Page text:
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V.P. of Operations Jim Gray speaks out on student dining concerns

Published: September 19, 2014
Section: News, Top Stories

Brandeis dining has undergone many alterations since last year, including a full revamp of Usdan (to include an all-you-can-eat venue) and changes in the meal system as a whole. Jim Gray, vice president of operations and the man in charge of both dining and the mailroom, sat down with The Hoot this past week to discuss these modifications—and admit that he too eats the same food the students consume.

Gray states he eats at least one meal a day at Brandeis dining venues. “If people see me there [eating], if people want to give me their thoughts, good and bad, please come and say ‘Hi, Jim’ and sit down,” Gray said. Unfortunately, Gray said, he usually ends up eating alone, although he welcomes student opinion. “The chance to set up close and personal feedback from students in the act of eating is a really helpful feedback mechanism,” he said.

Although he does not specifically have a background in dining services, Gray managed a $160 million budget at Harvard University prior to commencing his role at Brandeis University. With a career in commercial and university real estate, Gray stated, “I challenge myself with different sorts of responsibilities.”

With the mounting student discontent regarding the new dining changes and meal plan policies, Facebook groups have surfaced voicing frustrations. “I’m not entirely shocked to hear about this,” Gray revealed, stating there are “a lot of concerns about quality and quantity of food.”

“There’s nothing anyone can do [about the backup] because everyone just goes to the same spot to eat—there’s not enough places,” said Rachel Cohen ’16, a student who voiced complaints. “Everyone’s just going to the all-you-can-eat, and they’re not going to be able to leave. Usually people are coming in, people are coming out, and now it’s just people going in so it’s going to get really crowded.”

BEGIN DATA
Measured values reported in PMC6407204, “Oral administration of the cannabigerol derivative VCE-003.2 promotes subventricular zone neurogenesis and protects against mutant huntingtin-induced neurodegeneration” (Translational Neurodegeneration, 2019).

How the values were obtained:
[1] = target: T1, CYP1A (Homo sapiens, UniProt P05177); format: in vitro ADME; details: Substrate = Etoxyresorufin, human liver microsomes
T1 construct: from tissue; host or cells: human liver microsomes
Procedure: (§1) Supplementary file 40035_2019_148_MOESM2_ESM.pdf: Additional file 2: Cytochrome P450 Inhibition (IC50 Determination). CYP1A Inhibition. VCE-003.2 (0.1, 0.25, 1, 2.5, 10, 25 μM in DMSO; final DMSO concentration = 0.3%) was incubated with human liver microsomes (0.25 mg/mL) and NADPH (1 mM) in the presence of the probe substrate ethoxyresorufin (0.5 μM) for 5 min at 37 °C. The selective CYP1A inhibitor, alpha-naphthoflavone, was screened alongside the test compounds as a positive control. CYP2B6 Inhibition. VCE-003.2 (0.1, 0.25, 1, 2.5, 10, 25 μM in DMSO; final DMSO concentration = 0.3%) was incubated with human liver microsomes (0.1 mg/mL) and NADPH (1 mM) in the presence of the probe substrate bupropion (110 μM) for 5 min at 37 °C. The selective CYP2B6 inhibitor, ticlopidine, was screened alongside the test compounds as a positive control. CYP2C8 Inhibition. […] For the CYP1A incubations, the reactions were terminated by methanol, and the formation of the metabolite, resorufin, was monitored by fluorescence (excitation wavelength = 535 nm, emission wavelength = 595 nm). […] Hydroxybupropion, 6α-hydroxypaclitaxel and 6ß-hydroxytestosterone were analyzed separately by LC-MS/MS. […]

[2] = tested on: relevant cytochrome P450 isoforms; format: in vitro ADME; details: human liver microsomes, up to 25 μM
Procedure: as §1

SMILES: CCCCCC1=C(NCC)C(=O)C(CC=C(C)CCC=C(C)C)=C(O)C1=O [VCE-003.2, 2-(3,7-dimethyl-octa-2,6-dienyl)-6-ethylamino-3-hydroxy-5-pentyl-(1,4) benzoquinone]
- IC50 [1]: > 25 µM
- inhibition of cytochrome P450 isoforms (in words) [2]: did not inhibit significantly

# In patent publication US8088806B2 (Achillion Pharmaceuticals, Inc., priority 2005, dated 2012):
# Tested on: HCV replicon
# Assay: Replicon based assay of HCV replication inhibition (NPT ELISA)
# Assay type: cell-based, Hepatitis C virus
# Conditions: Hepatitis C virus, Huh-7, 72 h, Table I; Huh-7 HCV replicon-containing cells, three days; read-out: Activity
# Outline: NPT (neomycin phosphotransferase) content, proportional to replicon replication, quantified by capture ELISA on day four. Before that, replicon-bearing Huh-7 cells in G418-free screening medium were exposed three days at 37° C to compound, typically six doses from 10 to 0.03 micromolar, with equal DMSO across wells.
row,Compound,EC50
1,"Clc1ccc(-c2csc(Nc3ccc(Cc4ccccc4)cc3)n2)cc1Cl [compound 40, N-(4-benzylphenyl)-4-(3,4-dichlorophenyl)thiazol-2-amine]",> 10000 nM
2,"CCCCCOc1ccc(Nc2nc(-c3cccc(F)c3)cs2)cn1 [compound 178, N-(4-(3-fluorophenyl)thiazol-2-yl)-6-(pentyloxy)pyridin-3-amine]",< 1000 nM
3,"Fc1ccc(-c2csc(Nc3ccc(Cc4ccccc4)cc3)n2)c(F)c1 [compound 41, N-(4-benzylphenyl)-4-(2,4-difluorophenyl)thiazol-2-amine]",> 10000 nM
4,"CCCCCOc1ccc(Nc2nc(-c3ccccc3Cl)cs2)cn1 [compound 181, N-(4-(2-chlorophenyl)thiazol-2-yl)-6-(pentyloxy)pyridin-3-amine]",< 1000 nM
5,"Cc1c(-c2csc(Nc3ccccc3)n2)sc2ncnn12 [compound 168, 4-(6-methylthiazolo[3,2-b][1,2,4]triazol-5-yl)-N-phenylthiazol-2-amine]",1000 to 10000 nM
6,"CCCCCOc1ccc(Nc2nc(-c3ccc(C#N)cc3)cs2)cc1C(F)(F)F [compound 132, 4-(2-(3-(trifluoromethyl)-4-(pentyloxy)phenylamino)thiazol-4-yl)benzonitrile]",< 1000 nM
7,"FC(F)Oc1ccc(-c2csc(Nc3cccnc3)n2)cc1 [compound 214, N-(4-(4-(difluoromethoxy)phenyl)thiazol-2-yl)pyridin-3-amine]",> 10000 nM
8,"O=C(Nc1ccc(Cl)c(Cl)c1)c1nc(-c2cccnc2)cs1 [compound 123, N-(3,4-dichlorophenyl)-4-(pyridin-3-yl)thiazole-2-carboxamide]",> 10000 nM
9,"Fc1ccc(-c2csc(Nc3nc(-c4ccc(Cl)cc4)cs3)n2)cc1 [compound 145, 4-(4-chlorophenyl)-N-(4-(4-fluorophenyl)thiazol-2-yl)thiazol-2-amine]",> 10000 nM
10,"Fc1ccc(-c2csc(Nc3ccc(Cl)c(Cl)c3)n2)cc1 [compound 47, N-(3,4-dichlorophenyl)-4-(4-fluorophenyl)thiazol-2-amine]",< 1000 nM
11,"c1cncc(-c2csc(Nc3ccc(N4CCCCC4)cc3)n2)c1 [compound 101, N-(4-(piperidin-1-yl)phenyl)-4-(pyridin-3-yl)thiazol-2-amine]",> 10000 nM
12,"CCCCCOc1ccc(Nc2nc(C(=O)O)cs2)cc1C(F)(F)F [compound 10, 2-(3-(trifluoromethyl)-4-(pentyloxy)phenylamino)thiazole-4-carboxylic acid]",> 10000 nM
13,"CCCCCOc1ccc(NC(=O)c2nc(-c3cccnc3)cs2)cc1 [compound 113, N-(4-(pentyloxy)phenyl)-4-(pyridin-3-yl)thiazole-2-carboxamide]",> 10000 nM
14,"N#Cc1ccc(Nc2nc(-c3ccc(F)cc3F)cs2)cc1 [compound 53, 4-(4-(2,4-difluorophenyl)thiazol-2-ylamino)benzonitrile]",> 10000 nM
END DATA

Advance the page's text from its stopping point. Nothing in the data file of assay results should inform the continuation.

While in the past students have traditionally complained about the limitations of meal equivalencies, including the inability to use more than one meal within a given time period, now students are voicing frustrations over the lack of meal equivalencies (given the buffet-style dining of Lower Usdan and Sherman).

In response to complaints from the student body regarding this buffet-style dining, Sodexo instituted green to-go boxes, although the supply of these containers has dwindled.

In contrast to their upperclassman counterparts, who were familiar with the dining services provided prior to renovations, first-year students offer a new perspective. “In the end, I guess, I don’t have anything to compare it to,” said Amy Sheinhait ’18 “I think there’s a lot of awkward paths in Usdan that Sherman doesn’t have, but I do like the way [Usdan] looks—it looks nice.”

Gray refused to comment regarding the planned student protest against the dining services, stating he did not know enough about the protest to properly comment. He did however comment, “I intent to hold Sodexo responsible for providing quality and quantity consistent for what they promised to Brandeis.”

Gray reveals that he has been taking photographs of dining halls running out of food at various locations across campus, sending the images of empty serving trays to Sodexo. He believes this fault on behalf of the dining services is unacceptable, stating, “Quality is a statement of our commitment to our student body and others who eat in our community.”

Dining services, however, is not the only issue currently becoming the focus of student complaints and frustrations. In the wake of the transition from Canon to Xerox for the mailroom services, wait times and delayed package pickups have been the primary concerns of students.

Last week, the university responded to the inefficiency of the mailroom by delivering emergency packages inside residence halls, although no notice was given to students in advance. Noting the backlash administration received for entering student rooms without permission to deliver the packages, Gray comments, “I think we would have gotten a lot more hollering about stolen packages.” Gray stated this was a one-time event, due to special circumstances.

Gray acknowledged the frustrations with the mailroom during the start of the semester, but remains optimistic, stating, “I’m happy to say the situation of the mailroom, which was painful for all concerned, has largely stabilized.”

As Gray tackles the inefficiencies and vocalized student discontent regarding the new dining and mailroom services, he asserts, “I tend to insist they do better.”

Special to The Hoot writer Abby Patkin contributed to this article.